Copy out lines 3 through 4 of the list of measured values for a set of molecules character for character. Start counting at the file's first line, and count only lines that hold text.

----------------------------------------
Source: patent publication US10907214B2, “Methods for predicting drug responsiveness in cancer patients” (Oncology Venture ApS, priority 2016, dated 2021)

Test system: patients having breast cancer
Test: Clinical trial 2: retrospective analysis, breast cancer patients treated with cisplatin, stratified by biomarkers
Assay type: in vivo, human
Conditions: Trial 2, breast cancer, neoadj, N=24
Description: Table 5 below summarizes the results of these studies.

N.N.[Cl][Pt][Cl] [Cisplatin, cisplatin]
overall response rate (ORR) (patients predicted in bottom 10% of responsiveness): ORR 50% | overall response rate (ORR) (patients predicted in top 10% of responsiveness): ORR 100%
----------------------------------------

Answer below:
Test: Clinical trial 2: retrospective analysis, breast cancer patients treated with cisplatin, stratified by biomarkers
Assay type: in vivo, human